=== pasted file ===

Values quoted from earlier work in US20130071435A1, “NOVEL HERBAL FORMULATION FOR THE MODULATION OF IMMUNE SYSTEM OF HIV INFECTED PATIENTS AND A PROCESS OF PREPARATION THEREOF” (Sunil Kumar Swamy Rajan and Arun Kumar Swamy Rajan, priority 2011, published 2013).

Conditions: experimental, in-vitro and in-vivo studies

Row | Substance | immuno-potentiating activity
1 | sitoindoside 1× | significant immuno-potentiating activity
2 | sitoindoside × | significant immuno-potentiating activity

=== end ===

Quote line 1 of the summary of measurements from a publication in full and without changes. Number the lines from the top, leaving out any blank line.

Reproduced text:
Values quoted from earlier work in US20130071435A1, “NOVEL HERBAL FORMULATION FOR THE MODULATION OF IMMUNE SYSTEM OF HIV INFECTED PATIENTS AND A PROCESS OF PREPARATION THEREOF” (Sunil Kumar Swamy Rajan and Arun Kumar Swamy Rajan, priority 2011, published 2013).